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Supporting Your Health During the Summer, With Vibrational Yin

Do you love the summertime? Or do you find yourself dreading the summer heat?

Maybe you are a bit of both?

Summer in Traditional Chinese Medicine (TCM) is known as the season of prosperity and beauty. On the summer solstice yang energy is at its fullest. The days are at their longest. In TCM folks are encouraged to sleep late, rise early, exercise outdoors and consume more cooling foods. Fire is the element most associated with this time of the year. The heart is one of the yin organs of fire. Summer heat can easily act upon our hearts leading to restlessness, heat irritability and in some cases even insomnia. This vibrational yin sequence is designed to support TCM heart health during the summer. Feel free to add whatever movements (for example cat cow postures) you wish in between the poses. Enjoy.


During the summer yang energies are at their fullest. Yang energies are more active, rapid and warming compared to Yin energies which are more cooling, restful and slow. In the summertime yin energy begins to emerge as yang energy peaks. We can gently stimulate our yin energies in the summertime to support the awakening of yin. Yin energy is associated with the water element while yang energy is associated with the fire element. Balance between these two elements is important to overall health. K1 supports kidney health and yin energy. The relationship between the kidneys and the heart is the relationship between fire and water. K1 is the located at the base of the foot approximately one third of the distance between the base of the second toe and the heel. Come into Legs Up The Wall pose. Your hips can be touching the wall or a few inches away from the wall depending on what feels best for your body. Support your sacrum or lower back on cushions, blankets or bolsters if you prefer. Bend your left leg so you can stimulate K1 on your left foot. Straighten your left leg then stimulate K1 on your right. You can stimulate K1 using either a body tuning fork or massage. If you are using a tuning fork ensure the frequency of the fork feels good to you. For this sequence a tuning fork with a frequency that is considered balancing to the body is preferred. Three stimulations with the tuning fork (letting the vibrations of the fork drain into the acupoint) or pressing on the point for one to two minutes is sufficient stimulation.


BL40 is located at the middle of the knee crease. In addition to being used for pain that occurs along the bladder meridian, BL40 is sometimes used by some acupuncturists to cool blood and clear summer heat. Start with Legs Up The Wall Pose and allow your knees to bend. The distance between your feet depends on what feels best for your hips and lower back. Your hips may or may not be on the floor in this posture. If you find your hips are lifted in the pose and you prefer to have your hips resting on the floor move your buttocks further away from the wall. Stimulate BL40 on each leg then stay in the pose for an additional 1 to 3 mins.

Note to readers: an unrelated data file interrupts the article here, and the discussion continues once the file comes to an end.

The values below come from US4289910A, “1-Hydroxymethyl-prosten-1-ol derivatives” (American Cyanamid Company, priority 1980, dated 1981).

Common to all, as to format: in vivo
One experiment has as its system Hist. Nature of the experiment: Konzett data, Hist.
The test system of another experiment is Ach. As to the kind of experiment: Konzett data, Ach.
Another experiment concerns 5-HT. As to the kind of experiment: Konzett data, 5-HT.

Each organ in TCM is considered either a yin or yang organ. Yin organs store and regulate refined substances such as blood. Yang organs are hollow. They receive, regulate and excrete unrefined substances such as food. Yin organs are paired in TCM with yang organs in what is known as an interiorly- exteriorly related pair. The heart is a yin organ. The heart is paired to the Small Intestines. The small intestines are one of the yang organs associated with the fire element. Small intestine health in TCM is connected to heart health. In TCM luo acu- points support the health of both organs in a yin yang pair. HT5 is a luo point. HT5 can be used to support both heart and small intestine health. Locate HT5 on your forearm one body inch above the crease of your wrist on the inner edge of the tendon located on the little finger side of your wrist. The width of the widest part of your thumb equals one body inch. Rest in your reclining butterfly pose. Use cushions, blocks and bolsters to support under your outer thighs, back and heart if you prefer. Stimulate H5 on both forearms before finding stillness in the pose. Stay in Supported Reclining Butterfly Pose for an additional 1 to 3 minutes or longer if time permits.


To come into Melting Heart Pose start on your hands and knees and walk your hands forward. Allow your chest and head to drop towards the floor. Your hands are approximately shoulder’s distance apart. The sensation in the shoulders should be mild to moderate in intensity. Keep your hips over your knees in this pose. Pad your knees if that makes the pose more comfortable for you. Stimulate HT8 before moving into Melting Heart Pose. HT8 is the fire point of the heart meridian. In TCM HT8 is used to support both heart and small intestine health. To locate HT8 make a fist. HT8 is located where your little finger rests on the palm of your hand when you make a fist. Stimulate HT8 on both hands before moving into Melting Heart Pose. Stay in the pose for 1 to 3 minutes.


P9 is located in the center of the tip of the middle finger. P9 is the last point on the pericardium meridian. In TCM the pericardium’s primary function is to protect the heart from attack by exterior pathogenic factors. Exterior pathogenic factors include pathogens such as excess heat. Heat in the heart in TCM sometimes presents as ulcers on the tongue or a bitter taste in the mouth. P9 clears heat from the heart and benefits the tongue. It is also used to help clear summer heat. Come into a reclining spinal twist with your knees over to your left. Stimulate P9 on your right hand. Release your arms to your sides and rest in the twist another 1 to 3 minutes. Repeat the pose on your opposite side.

Rest for a few minutes in savasana.


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